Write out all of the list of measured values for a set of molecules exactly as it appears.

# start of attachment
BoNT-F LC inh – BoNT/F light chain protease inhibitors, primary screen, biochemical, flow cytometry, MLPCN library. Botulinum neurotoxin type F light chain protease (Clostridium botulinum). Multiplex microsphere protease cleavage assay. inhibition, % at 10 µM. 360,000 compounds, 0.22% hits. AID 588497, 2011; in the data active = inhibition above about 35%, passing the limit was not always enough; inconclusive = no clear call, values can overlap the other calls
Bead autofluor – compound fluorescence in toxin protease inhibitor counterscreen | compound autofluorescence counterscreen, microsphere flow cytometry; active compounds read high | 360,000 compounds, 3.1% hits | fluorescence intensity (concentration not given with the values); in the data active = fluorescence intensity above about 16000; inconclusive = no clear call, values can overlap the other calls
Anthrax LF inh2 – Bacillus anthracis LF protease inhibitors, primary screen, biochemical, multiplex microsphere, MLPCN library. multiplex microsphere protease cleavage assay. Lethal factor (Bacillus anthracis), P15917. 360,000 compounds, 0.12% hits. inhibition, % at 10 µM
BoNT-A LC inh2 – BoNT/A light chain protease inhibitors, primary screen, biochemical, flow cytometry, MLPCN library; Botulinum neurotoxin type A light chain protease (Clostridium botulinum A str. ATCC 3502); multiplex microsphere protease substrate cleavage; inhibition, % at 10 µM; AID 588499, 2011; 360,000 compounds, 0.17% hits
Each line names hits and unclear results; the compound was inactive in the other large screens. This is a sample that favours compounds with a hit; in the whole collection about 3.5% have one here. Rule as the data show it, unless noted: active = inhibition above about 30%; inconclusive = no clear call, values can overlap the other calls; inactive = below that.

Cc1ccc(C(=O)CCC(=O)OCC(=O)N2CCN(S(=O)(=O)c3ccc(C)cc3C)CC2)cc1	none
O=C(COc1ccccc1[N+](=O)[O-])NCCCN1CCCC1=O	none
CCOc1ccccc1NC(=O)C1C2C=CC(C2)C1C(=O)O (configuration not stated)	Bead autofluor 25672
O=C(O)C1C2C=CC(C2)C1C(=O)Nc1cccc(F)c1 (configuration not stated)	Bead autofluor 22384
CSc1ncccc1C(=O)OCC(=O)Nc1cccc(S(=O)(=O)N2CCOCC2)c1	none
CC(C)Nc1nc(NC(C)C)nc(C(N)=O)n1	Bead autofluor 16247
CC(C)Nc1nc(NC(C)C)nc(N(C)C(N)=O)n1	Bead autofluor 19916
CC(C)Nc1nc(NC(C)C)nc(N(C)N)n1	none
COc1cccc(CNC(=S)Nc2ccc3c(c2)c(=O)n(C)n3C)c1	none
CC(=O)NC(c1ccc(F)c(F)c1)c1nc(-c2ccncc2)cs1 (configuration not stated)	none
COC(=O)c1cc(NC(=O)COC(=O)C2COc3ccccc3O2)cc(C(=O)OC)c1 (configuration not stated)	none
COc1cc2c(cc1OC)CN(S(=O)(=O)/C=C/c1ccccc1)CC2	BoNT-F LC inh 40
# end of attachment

BoNT-F LC inh – BoNT/F light chain protease inhibitors, primary screen, biochemical, flow cytometry, MLPCN library. Botulinum neurotoxin type F light chain protease (Clostridium botulinum). Multiplex microsphere protease cleavage assay. inhibition, % at 10 µM. 360,000 compounds, 0.22% hits. AID 588497, 2011; in the data active = inhibition above about 35%, passing the limit was not always enough; inconclusive = no clear call, values can overlap the other calls
Bead autofluor – compound fluorescence in toxin protease inhibitor counterscreen | compound autofluorescence counterscreen, microsphere flow cytometry; active compounds read high | 360,000 compounds, 3.1% hits | fluorescence intensity (concentration not given with the values); in the data active = fluorescence intensity above about 16000; inconclusive = no clear call, values can overlap the other calls
Anthrax LF inh2 – Bacillus anthracis LF protease inhibitors, primary screen, biochemical, multiplex microsphere, MLPCN library. multiplex microsphere protease cleavage assay. Lethal factor (Bacillus anthracis), P15917. 360,000 compounds, 0.12% hits. inhibition, % at 10 µM
BoNT-A LC inh2 – BoNT/A light chain protease inhibitors, primary screen, biochemical, flow cytometry, MLPCN library; Botulinum neurotoxin type A light chain protease (Clostridium botulinum A str. ATCC 3502); multiplex microsphere protease substrate cleavage; inhibition, % at 10 µM; AID 588499, 2011; 360,000 compounds, 0.17% hits
Each line names hits and unclear results; the compound was inactive in the other large screens. This is a sample that favours compounds with a hit; in the whole collection about 3.5% have one here. Rule as the data show it, unless noted: active = inhibition above about 30%; inconclusive = no clear call, values can overlap the other calls; inactive = below that.

Cc1ccc(C(=O)CCC(=O)OCC(=O)N2CCN(S(=O)(=O)c3ccc(C)cc3C)CC2)cc1	none
O=C(COc1ccccc1[N+](=O)[O-])NCCCN1CCCC1=O	none
CCOc1ccccc1NC(=O)C1C2C=CC(C2)C1C(=O)O (configuration not stated)	Bead autofluor 25672
O=C(O)C1C2C=CC(C2)C1C(=O)Nc1cccc(F)c1 (configuration not stated)	Bead autofluor 22384
CSc1ncccc1C(=O)OCC(=O)Nc1cccc(S(=O)(=O)N2CCOCC2)c1	none
CC(C)Nc1nc(NC(C)C)nc(C(N)=O)n1	Bead autofluor 16247
CC(C)Nc1nc(NC(C)C)nc(N(C)C(N)=O)n1	Bead autofluor 19916
CC(C)Nc1nc(NC(C)C)nc(N(C)N)n1	none
COc1cccc(CNC(=S)Nc2ccc3c(c2)c(=O)n(C)n3C)c1	none
CC(=O)NC(c1ccc(F)c(F)c1)c1nc(-c2ccncc2)cs1 (configuration not stated)	none
COC(=O)c1cc(NC(=O)COC(=O)C2COc3ccccc3O2)cc(C(=O)OC)c1 (configuration not stated)	none
COc1cc2c(cc1OC)CN(S(=O)(=O)/C=C/c1ccccc1)CC2	BoNT-F LC inh 40